After a warm, dry, sunny summer, the fine weather is continuing this week with temperature expected to reach 28 to 29 °C in the southeast on Wednesday and Thursday.
Many media reports are calling this an ‘Indian summer’, however according to the Met Office’s Meteorological Glossary, it’s a little too early in the year. An Indian summer is defined as a warm, calm spell of weather occurring after the first frost in autumn, especially in October and November.
William R Deedler, Weather Historian at the United States National Weather Service, describes it as “any spell of warm, quiet, hazy weather that may occur in October or even early November”.
The origins of the term Indian summer are uncertain, but several writers suggest it may be have been based on the warm, hazy conditions in autumn when native American Indians chose to hunt. The earliest record of the use of the term is in America at the end of the 18th century. Although William R Deedler also refers to a reference by a French man, John de Crevecoeur, in 1778:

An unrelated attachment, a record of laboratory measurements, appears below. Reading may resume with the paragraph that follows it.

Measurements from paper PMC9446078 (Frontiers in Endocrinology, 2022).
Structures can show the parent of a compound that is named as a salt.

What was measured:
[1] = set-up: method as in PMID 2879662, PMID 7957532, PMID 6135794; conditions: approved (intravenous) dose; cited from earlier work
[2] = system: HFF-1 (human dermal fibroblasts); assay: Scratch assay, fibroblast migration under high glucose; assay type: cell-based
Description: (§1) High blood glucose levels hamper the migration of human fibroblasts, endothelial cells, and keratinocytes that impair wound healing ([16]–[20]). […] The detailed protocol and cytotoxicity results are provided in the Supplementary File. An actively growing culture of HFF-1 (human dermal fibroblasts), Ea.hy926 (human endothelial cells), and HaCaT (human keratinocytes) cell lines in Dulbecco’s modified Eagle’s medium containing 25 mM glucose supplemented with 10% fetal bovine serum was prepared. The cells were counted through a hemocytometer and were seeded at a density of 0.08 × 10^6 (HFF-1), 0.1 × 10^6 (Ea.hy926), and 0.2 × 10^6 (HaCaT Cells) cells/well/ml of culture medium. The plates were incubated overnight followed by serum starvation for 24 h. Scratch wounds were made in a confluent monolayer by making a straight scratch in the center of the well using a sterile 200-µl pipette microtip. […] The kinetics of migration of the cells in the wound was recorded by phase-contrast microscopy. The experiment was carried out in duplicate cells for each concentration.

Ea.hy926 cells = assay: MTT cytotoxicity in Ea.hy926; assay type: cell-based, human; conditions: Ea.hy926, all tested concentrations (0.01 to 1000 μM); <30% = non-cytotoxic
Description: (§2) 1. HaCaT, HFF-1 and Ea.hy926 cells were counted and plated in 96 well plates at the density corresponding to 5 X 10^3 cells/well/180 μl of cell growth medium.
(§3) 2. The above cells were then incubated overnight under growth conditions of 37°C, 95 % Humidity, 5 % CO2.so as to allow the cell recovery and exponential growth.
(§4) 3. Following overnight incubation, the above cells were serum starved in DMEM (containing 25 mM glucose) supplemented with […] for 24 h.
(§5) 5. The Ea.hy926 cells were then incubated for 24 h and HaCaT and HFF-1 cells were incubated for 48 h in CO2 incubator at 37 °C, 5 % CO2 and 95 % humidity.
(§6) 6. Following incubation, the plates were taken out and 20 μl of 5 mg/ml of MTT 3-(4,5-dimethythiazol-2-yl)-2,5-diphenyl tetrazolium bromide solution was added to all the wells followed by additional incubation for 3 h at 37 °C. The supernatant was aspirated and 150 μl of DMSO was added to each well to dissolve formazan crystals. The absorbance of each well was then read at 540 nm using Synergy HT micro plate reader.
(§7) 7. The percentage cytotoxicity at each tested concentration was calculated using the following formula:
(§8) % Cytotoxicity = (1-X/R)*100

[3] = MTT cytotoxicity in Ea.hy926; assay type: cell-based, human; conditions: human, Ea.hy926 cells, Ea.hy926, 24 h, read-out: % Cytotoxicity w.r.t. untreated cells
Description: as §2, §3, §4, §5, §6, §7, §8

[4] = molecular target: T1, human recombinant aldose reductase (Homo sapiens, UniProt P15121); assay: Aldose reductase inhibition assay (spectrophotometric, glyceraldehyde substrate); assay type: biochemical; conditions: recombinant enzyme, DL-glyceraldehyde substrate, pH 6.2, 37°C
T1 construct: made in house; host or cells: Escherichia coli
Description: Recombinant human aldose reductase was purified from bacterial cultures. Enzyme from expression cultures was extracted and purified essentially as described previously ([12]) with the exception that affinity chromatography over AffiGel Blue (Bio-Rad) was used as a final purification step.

“Sometimes the rain is followed by an interval of calm and warmth which is called the Indian Summer; its characteristics are a tranquil atmosphere and general smokiness. Up to this epoch the approaches of winter are doubtful; it arrives about the middle of November, although snows and brief freezes often occur long before that date.”
The term was first used in the British Isles at the beginning of the 19th century, but there is no statistical evidence to show that such a warm spell tends to recur each year. The warmest recorded temperatures in the UK in October and November are 29.9 °C on 1 October 2011, in Kent, and 21.1 °C on 2 November 1938, in Essex and Suffolk.
For the latest weather forecast go to www.metoffice.gov.uk/weather